Clausewitz and the Gulf War: The Political-Military Dynamics in Balance
NATIONAL WAR COLL WASHINGTON DC
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Carl von Clausewitz was the first military theorist to recognize and articulate in his writings the nature of war as a political instrument of government policy. In his words, war is not merely an act of policy but a true political instrument, a continuation of political intercourse, carried on with other means. Clausewitz 87 Thus, when whole communities go to war -- whole peoples and especially civilized peoples -- the reason always lies in some political situation, and the occasion is always due to some political object. Clausewitz 86-7 That political object, the reason for going to war, will thus determine the military objective to be reached and the amount of effort it requires. Clausewitz 81 He cautioned against allowing war to take over national policy, saying that policy is the guiding intelligence and war only the instrument, not vice versa. Clausewitz 607 Thus, the military point of view must be subordinate to the political. Within this context, the purpose of this paper is to examine the Gulf War from a political-military perspective to identify any Clausewitz fingerprints on the U.S. decision-making process leading to war, the stated political and military objectives, the political-military dynamics during the crisis, and when and how the United States ended the war.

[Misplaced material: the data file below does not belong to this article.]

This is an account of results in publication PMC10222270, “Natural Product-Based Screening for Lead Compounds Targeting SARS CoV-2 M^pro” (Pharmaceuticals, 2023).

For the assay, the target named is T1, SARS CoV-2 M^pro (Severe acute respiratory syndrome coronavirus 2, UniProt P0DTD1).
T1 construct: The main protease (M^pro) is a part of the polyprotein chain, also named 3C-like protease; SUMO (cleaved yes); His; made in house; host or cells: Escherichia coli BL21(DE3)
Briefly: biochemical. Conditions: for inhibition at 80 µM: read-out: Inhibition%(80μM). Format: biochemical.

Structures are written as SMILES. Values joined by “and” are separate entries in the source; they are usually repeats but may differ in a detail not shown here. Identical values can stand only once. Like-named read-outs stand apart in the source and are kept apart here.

- Government and Political Science
- Humanities and History
- Military Operations, Strategy and Tactics